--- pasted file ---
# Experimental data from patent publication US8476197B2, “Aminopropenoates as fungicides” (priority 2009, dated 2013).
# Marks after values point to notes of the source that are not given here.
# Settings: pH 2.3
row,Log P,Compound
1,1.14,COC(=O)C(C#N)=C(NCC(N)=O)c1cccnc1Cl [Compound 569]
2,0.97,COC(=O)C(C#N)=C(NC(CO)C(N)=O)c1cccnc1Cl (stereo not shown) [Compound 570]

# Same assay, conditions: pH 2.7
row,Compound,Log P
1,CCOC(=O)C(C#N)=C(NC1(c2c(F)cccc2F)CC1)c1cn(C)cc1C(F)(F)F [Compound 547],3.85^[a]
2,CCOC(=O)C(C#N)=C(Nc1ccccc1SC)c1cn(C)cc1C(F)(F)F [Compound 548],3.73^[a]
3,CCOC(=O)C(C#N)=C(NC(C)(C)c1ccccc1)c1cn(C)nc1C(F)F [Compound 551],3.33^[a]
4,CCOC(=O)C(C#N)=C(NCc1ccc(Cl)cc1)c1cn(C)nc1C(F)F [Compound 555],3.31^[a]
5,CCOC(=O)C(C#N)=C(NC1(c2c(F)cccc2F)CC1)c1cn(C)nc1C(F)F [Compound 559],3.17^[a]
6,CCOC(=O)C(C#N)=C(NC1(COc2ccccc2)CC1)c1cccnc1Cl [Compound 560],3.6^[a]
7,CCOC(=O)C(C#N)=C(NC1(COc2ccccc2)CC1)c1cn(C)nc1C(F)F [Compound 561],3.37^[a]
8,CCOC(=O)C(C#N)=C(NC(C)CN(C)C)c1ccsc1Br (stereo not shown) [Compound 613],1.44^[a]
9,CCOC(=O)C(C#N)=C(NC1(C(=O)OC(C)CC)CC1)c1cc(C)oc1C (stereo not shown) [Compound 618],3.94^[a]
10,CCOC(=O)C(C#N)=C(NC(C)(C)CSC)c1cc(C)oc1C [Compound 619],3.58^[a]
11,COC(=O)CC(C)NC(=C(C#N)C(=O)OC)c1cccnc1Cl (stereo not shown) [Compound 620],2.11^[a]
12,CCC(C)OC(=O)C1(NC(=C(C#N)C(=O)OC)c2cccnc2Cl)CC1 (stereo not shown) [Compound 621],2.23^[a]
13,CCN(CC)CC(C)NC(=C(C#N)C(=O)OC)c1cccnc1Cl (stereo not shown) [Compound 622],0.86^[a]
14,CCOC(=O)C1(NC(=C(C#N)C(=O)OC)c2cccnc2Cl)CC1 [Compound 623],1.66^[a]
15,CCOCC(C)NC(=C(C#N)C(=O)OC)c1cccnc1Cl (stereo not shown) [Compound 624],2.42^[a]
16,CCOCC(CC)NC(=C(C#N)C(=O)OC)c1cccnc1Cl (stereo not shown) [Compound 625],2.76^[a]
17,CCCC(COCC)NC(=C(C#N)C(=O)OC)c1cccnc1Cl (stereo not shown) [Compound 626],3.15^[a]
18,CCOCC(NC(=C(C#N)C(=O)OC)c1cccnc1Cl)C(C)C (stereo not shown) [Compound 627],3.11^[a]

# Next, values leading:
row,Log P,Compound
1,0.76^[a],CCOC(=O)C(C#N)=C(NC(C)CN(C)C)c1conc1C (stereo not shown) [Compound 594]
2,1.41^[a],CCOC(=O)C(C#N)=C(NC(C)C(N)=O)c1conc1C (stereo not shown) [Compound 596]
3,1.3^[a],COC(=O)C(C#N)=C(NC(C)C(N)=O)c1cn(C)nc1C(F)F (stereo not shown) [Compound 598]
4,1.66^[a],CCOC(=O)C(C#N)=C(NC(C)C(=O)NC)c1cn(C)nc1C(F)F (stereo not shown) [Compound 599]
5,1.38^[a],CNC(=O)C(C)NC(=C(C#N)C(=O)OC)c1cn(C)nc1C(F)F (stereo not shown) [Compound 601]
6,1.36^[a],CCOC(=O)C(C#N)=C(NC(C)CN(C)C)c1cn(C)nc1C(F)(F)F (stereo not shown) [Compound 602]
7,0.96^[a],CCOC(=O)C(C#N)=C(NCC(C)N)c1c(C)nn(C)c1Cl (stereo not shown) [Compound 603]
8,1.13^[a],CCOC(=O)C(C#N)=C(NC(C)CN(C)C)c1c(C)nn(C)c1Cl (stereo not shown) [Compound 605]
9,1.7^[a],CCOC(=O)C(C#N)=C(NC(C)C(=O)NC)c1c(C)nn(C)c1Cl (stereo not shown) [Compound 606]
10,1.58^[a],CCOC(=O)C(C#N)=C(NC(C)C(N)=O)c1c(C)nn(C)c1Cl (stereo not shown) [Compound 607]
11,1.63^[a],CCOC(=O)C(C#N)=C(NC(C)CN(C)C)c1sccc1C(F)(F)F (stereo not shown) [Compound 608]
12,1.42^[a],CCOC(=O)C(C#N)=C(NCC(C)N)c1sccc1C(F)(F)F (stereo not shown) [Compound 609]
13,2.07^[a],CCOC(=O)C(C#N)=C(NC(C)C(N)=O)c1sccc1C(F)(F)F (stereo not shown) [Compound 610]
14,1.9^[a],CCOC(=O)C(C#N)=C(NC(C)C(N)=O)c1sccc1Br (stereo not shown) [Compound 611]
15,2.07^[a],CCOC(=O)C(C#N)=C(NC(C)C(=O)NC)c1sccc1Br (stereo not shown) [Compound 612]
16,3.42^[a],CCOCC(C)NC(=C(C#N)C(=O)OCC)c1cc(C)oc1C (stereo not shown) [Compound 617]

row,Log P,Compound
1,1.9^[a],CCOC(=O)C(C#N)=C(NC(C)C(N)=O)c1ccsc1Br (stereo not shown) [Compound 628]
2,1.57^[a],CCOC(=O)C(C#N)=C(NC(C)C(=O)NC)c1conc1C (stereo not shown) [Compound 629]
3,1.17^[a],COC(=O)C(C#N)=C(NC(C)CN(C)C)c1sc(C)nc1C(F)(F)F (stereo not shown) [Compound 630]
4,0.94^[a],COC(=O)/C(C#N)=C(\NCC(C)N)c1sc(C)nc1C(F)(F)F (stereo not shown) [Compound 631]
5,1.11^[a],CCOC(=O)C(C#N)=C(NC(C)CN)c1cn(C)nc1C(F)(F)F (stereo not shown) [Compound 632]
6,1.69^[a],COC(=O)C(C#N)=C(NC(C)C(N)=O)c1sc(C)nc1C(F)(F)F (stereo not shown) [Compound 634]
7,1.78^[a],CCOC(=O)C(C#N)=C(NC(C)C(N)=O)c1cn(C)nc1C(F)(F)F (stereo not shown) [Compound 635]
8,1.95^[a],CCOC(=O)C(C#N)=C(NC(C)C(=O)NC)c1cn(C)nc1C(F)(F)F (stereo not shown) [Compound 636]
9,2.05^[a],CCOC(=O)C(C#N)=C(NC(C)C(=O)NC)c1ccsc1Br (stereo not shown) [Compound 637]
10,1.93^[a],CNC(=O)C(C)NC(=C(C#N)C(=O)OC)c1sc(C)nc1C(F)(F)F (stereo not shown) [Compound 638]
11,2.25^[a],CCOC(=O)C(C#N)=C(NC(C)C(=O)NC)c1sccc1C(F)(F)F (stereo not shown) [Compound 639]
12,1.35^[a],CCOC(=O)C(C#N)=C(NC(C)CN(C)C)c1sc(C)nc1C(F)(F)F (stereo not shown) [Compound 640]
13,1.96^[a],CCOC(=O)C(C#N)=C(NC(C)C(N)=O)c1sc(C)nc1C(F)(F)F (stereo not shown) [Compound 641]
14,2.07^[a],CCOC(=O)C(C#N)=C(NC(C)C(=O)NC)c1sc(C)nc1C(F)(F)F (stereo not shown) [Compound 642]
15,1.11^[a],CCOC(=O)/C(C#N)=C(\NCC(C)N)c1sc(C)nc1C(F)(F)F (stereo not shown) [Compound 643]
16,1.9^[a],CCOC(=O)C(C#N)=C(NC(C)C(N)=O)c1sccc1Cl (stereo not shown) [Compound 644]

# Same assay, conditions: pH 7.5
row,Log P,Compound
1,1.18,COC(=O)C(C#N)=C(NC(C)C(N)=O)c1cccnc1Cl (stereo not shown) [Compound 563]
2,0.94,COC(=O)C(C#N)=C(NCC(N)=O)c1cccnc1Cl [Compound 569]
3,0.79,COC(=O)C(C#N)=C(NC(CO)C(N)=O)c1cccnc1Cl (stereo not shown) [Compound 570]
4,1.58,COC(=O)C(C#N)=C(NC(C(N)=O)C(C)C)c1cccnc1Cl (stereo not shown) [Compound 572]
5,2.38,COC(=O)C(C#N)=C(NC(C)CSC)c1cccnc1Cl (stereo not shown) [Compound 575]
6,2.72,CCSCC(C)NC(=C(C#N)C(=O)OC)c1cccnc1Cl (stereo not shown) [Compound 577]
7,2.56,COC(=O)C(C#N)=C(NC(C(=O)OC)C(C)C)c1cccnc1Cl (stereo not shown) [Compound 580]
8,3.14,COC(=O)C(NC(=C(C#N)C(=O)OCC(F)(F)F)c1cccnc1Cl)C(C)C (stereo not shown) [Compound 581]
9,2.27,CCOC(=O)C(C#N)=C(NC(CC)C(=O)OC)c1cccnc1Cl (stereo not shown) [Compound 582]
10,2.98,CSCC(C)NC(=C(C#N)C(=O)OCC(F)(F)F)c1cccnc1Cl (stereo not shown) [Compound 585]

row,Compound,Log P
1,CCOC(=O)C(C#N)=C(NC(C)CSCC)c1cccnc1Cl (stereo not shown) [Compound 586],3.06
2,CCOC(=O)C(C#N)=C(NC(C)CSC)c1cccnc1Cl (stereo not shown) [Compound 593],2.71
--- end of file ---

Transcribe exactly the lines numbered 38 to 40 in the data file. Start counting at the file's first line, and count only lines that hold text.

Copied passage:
10,1.58^[a],CCOC(=O)C(C#N)=C(NC(C)C(N)=O)c1c(C)nn(C)c1Cl (stereo not shown) [Compound 607]
11,1.63^[a],CCOC(=O)C(C#N)=C(NC(C)CN(C)C)c1sccc1C(F)(F)F (stereo not shown) [Compound 608]
12,1.42^[a],CCOC(=O)C(C#N)=C(NCC(C)N)c1sccc1C(F)(F)F (stereo not shown) [Compound 609]